What followed was an incredible relationship and allot of explaining. When

you exchange "Because I say so" or "Because I'll smack you" with

"you need to do or not do these things for your benifit because it will help you in life with school, work, family, friends........................................................................................",

not only are you showing your child that you really care, you're also teaching them how to care for and about themselves. The greatest gift we can give our children is self worth and self esteme. Shaming them is the opposite of this. It's telling them that They are no good.

The Strongest feelings and memories that we have are of being embarassed and being ashamed. It may be a deterent but the resulting baggage is heavy. Like using a sledge hammer to rid you leg of a mosquito.

Link to comment
Share on other sites

So I reflected on what had happened, my reaction, my son's reaction and

deducted the following: If physical punishment was of any value in the long term, then the threat of physical punishment should have equal value. What if physical punishment diminishes the parent child relationship to the extent that communication is ineffective? You guessed it, they stop listening to you. Do you listen to people that you don't like? I don't.

I agree on many of your points. However, this lady was not punishing her child physically. She was giving her daughter a reality check. One that she apparently needed. This isn't a 2 year-old child either. The difference between punishing a 2 year-old and a near adult are miles apart.

You said, "not only are you showing your child that you really care, you're also teaching them how to care for and about themselves. The greatest gift we can give our children is self worth and self esteme. Shaming them is the opposite of this. It's telling them that They are no good."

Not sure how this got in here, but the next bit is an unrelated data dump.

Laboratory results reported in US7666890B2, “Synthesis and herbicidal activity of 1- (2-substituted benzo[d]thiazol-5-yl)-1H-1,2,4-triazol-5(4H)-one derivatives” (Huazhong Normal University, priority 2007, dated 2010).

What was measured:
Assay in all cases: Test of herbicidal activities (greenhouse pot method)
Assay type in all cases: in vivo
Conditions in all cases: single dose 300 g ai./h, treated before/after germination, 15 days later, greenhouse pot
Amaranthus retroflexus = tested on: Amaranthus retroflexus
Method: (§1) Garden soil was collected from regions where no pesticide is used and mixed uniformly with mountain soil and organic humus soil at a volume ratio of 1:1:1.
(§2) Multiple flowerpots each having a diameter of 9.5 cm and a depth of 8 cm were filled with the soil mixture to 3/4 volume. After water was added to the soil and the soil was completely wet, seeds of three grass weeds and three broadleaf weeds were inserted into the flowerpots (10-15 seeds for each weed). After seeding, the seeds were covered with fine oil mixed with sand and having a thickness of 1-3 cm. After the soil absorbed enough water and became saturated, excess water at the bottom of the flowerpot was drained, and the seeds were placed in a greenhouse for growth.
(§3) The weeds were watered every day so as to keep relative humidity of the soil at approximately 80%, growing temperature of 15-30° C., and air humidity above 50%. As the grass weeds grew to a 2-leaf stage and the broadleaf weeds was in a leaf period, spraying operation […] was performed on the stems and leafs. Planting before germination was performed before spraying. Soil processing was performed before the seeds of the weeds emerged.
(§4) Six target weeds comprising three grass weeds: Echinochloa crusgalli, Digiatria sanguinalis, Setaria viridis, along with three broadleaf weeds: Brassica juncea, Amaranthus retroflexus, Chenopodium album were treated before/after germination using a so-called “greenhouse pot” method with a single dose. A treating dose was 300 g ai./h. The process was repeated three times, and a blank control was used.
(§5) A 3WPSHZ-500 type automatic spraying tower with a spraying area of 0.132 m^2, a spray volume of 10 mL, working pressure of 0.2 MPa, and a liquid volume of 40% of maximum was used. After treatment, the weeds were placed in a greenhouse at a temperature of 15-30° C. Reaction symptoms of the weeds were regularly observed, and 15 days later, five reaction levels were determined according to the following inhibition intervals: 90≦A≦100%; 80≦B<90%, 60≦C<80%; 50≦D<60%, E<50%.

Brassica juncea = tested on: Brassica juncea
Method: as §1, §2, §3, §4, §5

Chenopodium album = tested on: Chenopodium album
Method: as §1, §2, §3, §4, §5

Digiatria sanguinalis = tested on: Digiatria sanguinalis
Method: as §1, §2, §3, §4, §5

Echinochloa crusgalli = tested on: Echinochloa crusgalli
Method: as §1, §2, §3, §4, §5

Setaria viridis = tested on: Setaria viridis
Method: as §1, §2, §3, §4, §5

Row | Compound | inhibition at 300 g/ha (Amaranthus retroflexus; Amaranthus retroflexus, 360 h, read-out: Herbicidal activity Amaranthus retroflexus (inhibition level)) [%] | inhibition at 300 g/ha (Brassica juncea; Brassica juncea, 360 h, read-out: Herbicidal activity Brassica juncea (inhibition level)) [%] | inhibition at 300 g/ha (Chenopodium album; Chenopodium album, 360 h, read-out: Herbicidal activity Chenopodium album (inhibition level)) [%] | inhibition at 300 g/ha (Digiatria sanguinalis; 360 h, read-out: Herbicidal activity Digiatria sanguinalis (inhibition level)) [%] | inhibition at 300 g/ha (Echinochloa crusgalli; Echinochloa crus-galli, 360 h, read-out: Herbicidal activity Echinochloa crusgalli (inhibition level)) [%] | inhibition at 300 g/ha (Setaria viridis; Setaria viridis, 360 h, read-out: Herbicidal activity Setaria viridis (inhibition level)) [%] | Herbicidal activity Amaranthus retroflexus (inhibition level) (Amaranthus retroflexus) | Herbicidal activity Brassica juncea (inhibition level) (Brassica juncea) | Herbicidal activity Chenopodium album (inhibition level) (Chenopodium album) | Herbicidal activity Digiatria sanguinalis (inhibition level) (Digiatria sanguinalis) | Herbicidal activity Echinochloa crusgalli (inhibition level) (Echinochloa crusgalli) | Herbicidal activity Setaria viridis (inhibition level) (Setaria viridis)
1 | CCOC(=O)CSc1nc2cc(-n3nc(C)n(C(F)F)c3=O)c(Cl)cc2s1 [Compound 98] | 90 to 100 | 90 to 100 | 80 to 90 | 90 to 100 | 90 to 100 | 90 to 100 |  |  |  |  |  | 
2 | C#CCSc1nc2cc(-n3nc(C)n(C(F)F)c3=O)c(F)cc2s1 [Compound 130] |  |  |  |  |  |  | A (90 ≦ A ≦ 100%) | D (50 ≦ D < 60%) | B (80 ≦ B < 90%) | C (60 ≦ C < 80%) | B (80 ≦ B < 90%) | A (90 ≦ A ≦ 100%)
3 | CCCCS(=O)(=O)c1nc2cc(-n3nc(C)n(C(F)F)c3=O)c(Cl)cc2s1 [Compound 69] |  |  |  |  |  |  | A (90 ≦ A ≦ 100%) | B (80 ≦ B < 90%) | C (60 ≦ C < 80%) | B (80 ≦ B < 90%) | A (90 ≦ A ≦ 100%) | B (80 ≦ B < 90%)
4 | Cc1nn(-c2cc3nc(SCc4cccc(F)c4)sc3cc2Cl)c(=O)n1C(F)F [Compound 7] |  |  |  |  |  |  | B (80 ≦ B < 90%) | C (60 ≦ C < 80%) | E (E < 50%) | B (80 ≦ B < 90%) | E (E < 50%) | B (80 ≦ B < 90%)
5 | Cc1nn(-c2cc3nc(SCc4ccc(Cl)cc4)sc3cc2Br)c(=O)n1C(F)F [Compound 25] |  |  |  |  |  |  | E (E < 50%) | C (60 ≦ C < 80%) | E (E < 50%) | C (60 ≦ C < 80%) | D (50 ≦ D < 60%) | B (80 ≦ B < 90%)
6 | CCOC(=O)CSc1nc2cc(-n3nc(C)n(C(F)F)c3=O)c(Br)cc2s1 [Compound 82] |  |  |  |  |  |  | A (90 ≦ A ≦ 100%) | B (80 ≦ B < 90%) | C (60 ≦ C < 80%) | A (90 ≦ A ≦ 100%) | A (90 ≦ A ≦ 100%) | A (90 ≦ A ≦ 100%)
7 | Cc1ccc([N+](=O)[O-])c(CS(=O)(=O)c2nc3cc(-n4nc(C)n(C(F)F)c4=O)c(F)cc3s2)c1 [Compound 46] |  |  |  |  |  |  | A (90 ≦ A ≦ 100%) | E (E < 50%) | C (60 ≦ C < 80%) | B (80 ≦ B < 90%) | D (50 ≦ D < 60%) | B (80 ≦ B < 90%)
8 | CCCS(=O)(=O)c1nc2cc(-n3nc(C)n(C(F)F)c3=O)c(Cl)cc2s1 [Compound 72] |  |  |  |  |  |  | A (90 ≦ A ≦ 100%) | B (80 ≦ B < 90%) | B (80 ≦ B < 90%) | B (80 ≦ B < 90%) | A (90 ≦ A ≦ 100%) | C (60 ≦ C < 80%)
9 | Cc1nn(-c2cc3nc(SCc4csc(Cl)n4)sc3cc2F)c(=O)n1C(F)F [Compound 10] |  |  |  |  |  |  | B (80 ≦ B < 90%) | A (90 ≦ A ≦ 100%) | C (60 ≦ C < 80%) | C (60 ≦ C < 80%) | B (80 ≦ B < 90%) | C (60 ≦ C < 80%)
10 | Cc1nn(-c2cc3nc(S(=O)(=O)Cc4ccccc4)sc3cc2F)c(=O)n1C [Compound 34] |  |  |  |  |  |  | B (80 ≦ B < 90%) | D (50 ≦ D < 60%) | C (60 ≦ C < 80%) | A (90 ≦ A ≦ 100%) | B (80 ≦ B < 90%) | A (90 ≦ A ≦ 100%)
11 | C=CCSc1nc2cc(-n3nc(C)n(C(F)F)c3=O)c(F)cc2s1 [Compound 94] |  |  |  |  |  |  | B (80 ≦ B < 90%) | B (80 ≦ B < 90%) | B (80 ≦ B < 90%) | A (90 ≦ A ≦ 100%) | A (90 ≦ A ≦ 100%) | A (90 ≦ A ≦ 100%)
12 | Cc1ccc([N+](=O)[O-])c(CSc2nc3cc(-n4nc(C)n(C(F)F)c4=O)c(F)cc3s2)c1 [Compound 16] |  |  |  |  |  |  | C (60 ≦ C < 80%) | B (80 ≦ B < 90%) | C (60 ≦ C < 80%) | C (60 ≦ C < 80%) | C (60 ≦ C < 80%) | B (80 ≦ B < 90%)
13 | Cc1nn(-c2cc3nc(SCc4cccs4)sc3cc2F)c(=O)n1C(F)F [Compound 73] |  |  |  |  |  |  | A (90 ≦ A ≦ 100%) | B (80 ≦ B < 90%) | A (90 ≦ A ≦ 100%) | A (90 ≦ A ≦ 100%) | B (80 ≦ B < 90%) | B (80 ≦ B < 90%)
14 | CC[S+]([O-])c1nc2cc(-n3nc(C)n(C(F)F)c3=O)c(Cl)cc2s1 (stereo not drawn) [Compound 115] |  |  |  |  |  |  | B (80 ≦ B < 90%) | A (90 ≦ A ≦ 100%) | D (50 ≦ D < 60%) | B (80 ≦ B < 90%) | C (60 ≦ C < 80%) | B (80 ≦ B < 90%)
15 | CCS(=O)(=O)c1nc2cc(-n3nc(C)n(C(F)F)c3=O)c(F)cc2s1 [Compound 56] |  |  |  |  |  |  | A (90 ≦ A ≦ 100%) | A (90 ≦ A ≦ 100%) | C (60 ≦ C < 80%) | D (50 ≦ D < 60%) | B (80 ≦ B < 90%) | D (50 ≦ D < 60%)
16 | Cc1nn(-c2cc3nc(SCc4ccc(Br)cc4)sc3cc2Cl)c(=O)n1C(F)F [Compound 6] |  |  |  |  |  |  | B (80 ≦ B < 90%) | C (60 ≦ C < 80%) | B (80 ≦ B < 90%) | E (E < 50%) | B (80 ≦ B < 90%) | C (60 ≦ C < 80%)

Shame is not a bad thing. Shame can be a powerful motivating force. Shame can make the self-centered more grounded. If she is ashamed to be on the street corner, do you think she wants to return by continuing her exploits?

Link to comment
Share on other sites

Dean, I just wanted to say I appreciate you taking the time to write your thoughts on parenting and physical punishment. (I'm about to get all Oprah on ya...)

Granted, I have no experience as a father whatsoever--and don't want any until I'm at least 30 :D --but I do have plenty of experience as a son. My dad is ex-military (Green Beret) and from a blue collar family; his father beat the hell out of him, and he in turn beat the hell out of me and my brothers. Anyway, the reason I'm bringing this up is it goes along with a point you made:

What if physical punishment diminishes the parent child relationship to the extent that communication is ineffective? You guessed it, they stop listening to you.

I agree 100%; my relationship with my father's always been negatively affected by the way he punished me as a child. It definitely has an effect on communication, and when I'm a dad I know I will never do the same to my child. Thanks for your post, Dean. :notworthy